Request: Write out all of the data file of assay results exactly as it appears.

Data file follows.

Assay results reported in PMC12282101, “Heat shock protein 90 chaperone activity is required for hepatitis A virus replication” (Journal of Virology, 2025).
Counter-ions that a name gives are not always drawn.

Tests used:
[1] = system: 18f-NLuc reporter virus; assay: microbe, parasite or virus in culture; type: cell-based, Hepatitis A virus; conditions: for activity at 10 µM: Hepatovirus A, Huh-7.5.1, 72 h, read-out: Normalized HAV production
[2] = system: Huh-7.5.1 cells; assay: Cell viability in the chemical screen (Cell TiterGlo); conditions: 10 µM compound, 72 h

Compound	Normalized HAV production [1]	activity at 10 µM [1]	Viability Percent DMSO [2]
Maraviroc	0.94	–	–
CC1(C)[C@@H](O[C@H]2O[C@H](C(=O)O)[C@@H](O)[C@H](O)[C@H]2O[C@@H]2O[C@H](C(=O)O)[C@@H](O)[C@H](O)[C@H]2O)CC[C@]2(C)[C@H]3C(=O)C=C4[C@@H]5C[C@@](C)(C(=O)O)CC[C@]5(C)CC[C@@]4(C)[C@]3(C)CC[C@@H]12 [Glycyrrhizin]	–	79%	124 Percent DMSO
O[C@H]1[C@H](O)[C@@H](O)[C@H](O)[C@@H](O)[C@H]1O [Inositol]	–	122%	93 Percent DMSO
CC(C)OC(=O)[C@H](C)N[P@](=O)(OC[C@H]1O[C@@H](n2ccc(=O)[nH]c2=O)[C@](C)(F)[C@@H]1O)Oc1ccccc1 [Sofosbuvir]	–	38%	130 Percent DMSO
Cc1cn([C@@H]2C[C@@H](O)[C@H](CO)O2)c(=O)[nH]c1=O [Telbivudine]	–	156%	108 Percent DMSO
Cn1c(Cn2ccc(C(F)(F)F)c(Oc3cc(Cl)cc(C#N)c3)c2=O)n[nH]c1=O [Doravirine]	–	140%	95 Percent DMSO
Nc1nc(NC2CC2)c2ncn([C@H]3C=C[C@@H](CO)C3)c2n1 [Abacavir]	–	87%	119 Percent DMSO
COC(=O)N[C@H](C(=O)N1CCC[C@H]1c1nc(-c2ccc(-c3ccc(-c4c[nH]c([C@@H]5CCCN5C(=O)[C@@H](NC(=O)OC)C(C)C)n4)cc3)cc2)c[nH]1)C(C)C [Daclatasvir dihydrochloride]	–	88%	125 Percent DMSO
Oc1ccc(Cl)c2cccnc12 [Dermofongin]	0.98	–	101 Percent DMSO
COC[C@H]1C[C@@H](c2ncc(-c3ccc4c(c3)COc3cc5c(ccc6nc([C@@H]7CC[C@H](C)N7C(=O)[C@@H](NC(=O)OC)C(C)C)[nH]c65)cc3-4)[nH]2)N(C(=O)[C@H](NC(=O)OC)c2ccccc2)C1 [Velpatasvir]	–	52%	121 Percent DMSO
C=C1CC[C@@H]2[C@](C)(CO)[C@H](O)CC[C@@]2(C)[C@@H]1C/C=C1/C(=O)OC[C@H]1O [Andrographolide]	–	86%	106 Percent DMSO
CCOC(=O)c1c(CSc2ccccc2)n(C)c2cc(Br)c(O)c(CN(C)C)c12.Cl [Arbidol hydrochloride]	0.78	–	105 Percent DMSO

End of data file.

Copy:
Assay results reported in PMC12282101, “Heat shock protein 90 chaperone activity is required for hepatitis A virus replication” (Journal of Virology, 2025).
Counter-ions that a name gives are not always drawn.

Tests used:
[1] = system: 18f-NLuc reporter virus; assay: microbe, parasite or virus in culture; type: cell-based, Hepatitis A virus; conditions: for activity at 10 µM: Hepatovirus A, Huh-7.5.1, 72 h, read-out: Normalized HAV production
[2] = system: Huh-7.5.1 cells; assay: Cell viability in the chemical screen (Cell TiterGlo); conditions: 10 µM compound, 72 h

Compound	Normalized HAV production [1]	activity at 10 µM [1]	Viability Percent DMSO [2]
Maraviroc	0.94	–	–
CC1(C)[C@@H](O[C@H]2O[C@H](C(=O)O)[C@@H](O)[C@H](O)[C@H]2O[C@@H]2O[C@H](C(=O)O)[C@@H](O)[C@H](O)[C@H]2O)CC[C@]2(C)[C@H]3C(=O)C=C4[C@@H]5C[C@@](C)(C(=O)O)CC[C@]5(C)CC[C@@]4(C)[C@]3(C)CC[C@@H]12 [Glycyrrhizin]	–	79%	124 Percent DMSO
O[C@H]1[C@H](O)[C@@H](O)[C@H](O)[C@@H](O)[C@H]1O [Inositol]	–	122%	93 Percent DMSO
CC(C)OC(=O)[C@H](C)N[P@](=O)(OC[C@H]1O[C@@H](n2ccc(=O)[nH]c2=O)[C@](C)(F)[C@@H]1O)Oc1ccccc1 [Sofosbuvir]	–	38%	130 Percent DMSO
Cc1cn([C@@H]2C[C@@H](O)[C@H](CO)O2)c(=O)[nH]c1=O [Telbivudine]	–	156%	108 Percent DMSO
Cn1c(Cn2ccc(C(F)(F)F)c(Oc3cc(Cl)cc(C#N)c3)c2=O)n[nH]c1=O [Doravirine]	–	140%	95 Percent DMSO
Nc1nc(NC2CC2)c2ncn([C@H]3C=C[C@@H](CO)C3)c2n1 [Abacavir]	–	87%	119 Percent DMSO
COC(=O)N[C@H](C(=O)N1CCC[C@H]1c1nc(-c2ccc(-c3ccc(-c4c[nH]c([C@@H]5CCCN5C(=O)[C@@H](NC(=O)OC)C(C)C)n4)cc3)cc2)c[nH]1)C(C)C [Daclatasvir dihydrochloride]	–	88%	125 Percent DMSO
Oc1ccc(Cl)c2cccnc12 [Dermofongin]	0.98	–	101 Percent DMSO
COC[C@H]1C[C@@H](c2ncc(-c3ccc4c(c3)COc3cc5c(ccc6nc([C@@H]7CC[C@H](C)N7C(=O)[C@@H](NC(=O)OC)C(C)C)[nH]c65)cc3-4)[nH]2)N(C(=O)[C@H](NC(=O)OC)c2ccccc2)C1 [Velpatasvir]	–	52%	121 Percent DMSO
C=C1CC[C@@H]2[C@](C)(CO)[C@H](O)CC[C@@]2(C)[C@@H]1C/C=C1/C(=O)OC[C@H]1O [Andrographolide]	–	86%	106 Percent DMSO
CCOC(=O)c1c(CSc2ccccc2)n(C)c2cc(Br)c(O)c(CN(C)C)c12.Cl [Arbidol hydrochloride]	0.78	–	105 Percent DMSO